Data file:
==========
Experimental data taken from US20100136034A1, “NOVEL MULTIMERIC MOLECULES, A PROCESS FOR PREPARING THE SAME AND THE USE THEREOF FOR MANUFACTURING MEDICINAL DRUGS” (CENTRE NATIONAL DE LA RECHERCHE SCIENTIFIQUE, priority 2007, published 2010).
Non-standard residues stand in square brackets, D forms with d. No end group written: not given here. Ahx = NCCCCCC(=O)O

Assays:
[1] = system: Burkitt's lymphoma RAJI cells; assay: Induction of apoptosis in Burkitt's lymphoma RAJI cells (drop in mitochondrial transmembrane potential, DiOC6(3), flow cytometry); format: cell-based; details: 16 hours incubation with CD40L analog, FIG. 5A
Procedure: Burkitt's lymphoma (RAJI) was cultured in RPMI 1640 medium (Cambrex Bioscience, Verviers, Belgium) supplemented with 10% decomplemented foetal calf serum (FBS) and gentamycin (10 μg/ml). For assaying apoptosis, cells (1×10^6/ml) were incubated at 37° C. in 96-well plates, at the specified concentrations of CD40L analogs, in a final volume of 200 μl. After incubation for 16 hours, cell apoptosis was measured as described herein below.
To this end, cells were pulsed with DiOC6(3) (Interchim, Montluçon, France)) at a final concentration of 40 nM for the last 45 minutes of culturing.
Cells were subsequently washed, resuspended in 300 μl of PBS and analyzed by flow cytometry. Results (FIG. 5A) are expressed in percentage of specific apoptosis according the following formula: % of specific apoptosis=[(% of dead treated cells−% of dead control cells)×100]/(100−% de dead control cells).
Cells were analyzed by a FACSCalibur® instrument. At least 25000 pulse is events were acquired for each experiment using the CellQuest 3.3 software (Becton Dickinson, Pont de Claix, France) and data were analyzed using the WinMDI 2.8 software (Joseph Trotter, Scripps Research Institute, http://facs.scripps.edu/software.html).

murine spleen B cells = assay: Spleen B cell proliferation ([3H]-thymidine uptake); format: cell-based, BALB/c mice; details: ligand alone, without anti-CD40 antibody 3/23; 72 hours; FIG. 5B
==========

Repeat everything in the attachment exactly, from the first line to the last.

Experimental data taken from US20100136034A1, “NOVEL MULTIMERIC MOLECULES, A PROCESS FOR PREPARING THE SAME AND THE USE THEREOF FOR MANUFACTURING MEDICINAL DRUGS” (CENTRE NATIONAL DE LA RECHERCHE SCIENTIFIQUE, priority 2007, published 2010).
Non-standard residues stand in square brackets, D forms with d. No end group written: not given here. Ahx = NCCCCCC(=O)O

Assays:
[1] = system: Burkitt's lymphoma RAJI cells; assay: Induction of apoptosis in Burkitt's lymphoma RAJI cells (drop in mitochondrial transmembrane potential, DiOC6(3), flow cytometry); format: cell-based; details: 16 hours incubation with CD40L analog, FIG. 5A
Procedure: Burkitt's lymphoma (RAJI) was cultured in RPMI 1640 medium (Cambrex Bioscience, Verviers, Belgium) supplemented with 10% decomplemented foetal calf serum (FBS) and gentamycin (10 μg/ml). For assaying apoptosis, cells (1×10^6/ml) were incubated at 37° C. in 96-well plates, at the specified concentrations of CD40L analogs, in a final volume of 200 μl. After incubation for 16 hours, cell apoptosis was measured as described herein below.
To this end, cells were pulsed with DiOC6(3) (Interchim, Montluçon, France)) at a final concentration of 40 nM for the last 45 minutes of culturing.
Cells were subsequently washed, resuspended in 300 μl of PBS and analyzed by flow cytometry. Results (FIG. 5A) are expressed in percentage of specific apoptosis according the following formula: % of specific apoptosis=[(% of dead treated cells−% of dead control cells)×100]/(100−% de dead control cells).
Cells were analyzed by a FACSCalibur® instrument. At least 25000 pulse is events were acquired for each experiment using the CellQuest 3.3 software (Becton Dickinson, Pont de Claix, France) and data were analyzed using the WinMDI 2.8 software (Joseph Trotter, Scripps Research Institute, http://facs.scripps.edu/software.html).

murine spleen B cells = assay: Spleen B cell proliferation ([3H]-thymidine uptake); format: cell-based, BALB/c mice; details: ligand alone, without anti-CD40 antibody 3/23; 72 hours; FIG. 5B